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The official situation which the Author enjoyed under Prince Eugene, enabled him to give a faithful history of the most extraordinary campaign which the annals of war record. His style is simple and unaffected ; and, though he aims not at any flights of eloquence, bis descriptions often powerfully interest the feelings, and reach the heart. His recital of the passage of the Wop and the Beresina, yield not in genuine pathos to any real or fictitious narrative of ancient or modern times. The simplicity and candour with which he writes, are pledges of his fidelity.

The moderation and reserve with which he speaks of the unprincipled contriver of this infamous and disastrous expedition,

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are worthy of notice.

It is an interesting struggle between the honest indignation of the man, and that reverence for his general, which he had ever been taught to consider as the first duty of the soldier, and which, in his mind, was associated with the memory of former victories, and much personal obligation. But the English reader, who has no restraint like this on the indignant feelings of his soul, will trace the bloody career of this execrable tyrant with mingled aversion and horror. The enterprise had no colour of justice. It was prompted by the wildest lust of power, and in its execution every principle of humanity was outraged. Hurried on by the vain and puerile ambition of planting his eagles on the walls of the ancient capital of the Czars, he neglected every military precaution, he calculated not on the forces that hovered on his rear, he remembered not the rigours of a northern winter, but led to certain destruction the proudest arıny of which France, in her happiest days, could boast: and when he was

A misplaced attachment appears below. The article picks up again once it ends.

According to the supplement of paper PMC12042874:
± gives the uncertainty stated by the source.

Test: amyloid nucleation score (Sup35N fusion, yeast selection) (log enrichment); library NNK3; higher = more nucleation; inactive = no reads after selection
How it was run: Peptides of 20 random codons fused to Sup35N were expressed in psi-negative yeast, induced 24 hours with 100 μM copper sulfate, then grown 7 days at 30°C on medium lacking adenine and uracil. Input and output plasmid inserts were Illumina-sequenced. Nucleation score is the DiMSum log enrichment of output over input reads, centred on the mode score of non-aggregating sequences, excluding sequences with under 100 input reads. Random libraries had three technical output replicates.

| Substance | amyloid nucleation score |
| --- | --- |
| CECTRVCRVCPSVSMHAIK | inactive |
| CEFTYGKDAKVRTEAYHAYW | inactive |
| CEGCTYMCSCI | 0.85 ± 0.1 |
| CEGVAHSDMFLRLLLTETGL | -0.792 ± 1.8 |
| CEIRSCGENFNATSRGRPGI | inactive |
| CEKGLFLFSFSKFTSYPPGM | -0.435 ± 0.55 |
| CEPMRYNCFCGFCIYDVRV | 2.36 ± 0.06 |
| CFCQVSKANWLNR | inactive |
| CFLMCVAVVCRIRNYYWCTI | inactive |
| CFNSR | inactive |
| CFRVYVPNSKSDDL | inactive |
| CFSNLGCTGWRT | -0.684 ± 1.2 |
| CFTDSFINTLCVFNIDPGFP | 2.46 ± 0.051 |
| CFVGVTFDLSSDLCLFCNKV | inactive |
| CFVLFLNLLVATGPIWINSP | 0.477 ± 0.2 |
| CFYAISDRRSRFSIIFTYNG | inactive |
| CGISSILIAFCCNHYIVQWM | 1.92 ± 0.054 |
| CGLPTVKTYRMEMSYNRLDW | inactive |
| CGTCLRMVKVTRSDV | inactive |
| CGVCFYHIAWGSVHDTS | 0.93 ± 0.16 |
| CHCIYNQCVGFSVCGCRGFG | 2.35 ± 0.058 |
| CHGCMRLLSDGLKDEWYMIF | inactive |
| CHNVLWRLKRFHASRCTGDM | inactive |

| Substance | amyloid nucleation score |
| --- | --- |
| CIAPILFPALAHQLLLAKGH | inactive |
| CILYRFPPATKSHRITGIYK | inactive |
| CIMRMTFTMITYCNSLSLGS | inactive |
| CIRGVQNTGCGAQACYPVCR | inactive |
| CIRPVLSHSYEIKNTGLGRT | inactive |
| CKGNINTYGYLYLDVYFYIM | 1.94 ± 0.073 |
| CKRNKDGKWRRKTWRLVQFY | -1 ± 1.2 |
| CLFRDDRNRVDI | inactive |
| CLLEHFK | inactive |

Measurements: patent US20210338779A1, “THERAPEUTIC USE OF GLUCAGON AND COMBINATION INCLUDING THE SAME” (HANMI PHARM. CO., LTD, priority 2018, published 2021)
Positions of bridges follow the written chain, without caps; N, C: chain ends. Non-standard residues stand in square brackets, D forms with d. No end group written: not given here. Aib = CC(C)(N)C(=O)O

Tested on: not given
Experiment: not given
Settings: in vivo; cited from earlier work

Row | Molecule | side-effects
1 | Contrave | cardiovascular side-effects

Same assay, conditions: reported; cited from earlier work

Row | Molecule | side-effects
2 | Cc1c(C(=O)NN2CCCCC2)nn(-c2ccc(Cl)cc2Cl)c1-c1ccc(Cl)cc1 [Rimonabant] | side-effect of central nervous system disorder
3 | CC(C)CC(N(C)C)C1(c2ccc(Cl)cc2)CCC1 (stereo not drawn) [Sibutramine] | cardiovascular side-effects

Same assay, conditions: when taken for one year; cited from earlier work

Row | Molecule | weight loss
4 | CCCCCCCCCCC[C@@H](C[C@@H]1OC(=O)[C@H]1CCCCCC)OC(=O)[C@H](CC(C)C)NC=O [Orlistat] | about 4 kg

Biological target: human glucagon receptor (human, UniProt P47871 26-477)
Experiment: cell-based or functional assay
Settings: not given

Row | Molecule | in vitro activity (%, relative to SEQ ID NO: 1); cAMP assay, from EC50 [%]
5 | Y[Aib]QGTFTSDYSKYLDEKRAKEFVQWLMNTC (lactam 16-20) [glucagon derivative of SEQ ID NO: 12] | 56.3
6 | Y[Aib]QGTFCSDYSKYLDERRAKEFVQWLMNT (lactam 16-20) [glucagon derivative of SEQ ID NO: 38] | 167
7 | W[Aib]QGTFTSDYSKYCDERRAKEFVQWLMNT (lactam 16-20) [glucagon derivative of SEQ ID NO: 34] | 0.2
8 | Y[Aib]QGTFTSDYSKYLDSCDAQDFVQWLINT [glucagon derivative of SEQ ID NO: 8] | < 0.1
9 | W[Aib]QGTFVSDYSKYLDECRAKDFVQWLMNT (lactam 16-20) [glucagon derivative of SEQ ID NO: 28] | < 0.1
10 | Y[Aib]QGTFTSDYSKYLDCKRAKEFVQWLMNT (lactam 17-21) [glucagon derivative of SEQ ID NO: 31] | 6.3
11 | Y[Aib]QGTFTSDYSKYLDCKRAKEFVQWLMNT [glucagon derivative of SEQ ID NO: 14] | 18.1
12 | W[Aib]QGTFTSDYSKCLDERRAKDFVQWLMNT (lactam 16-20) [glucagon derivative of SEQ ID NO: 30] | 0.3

compelled to retrace his steps with sad discomfiture, our blood curdles at the recital of the wanton destruction which marked his retreat. While he strove, with savage fury, to wreak his revenge on the enemy, he forgot that his own soldiers would be the principal victims of the desolation which he caused. The first division was ordered to plunder and destroy without mercy, that his eyes might be gratified with the sight of human misery. He thought not, he cared not, that the divisions which followed were, by these means, exposed to the horrors of a Russian winter, without food to eat, or one habitation left entire, to afford them shelter. Thus perished five hundred thousand men the victims of inordinate ambition and savage barbarity. He has had his reward. He has been hurled from the tbrone which he usurped, and the disasters which our author so feelingly described, prepared the way for the deliverance of France, and the repose of Europe. If he be not dead to every sentiment of humanity, we can scarcely wish him a greater punishment than in the solitude of Elba, to muse on this faithful and affecting narrative of the unparalleled sufferings of his devoted followers.

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LONDON, November 24th, 1814.

N. B. The French Edition of LABAUME'S NARRA. TIVE, is imported by Mess. BOSSANGE and MASSON, No. 14, Great Marlborough-Street, where the Public will meet with a more extensive Assortment of Foreign Publications, thun at any other Establishment in the Kingdom. Their general Catalogue will be published in the course of the present month (November). It will contain not only the most esteemed Works in French Literature, but all those which have been published in France during the last Twenty Years, on the Sciences, Arts, History, &c. Ali new French Books árrive at this depôt in London the same week that they are published in Paris.


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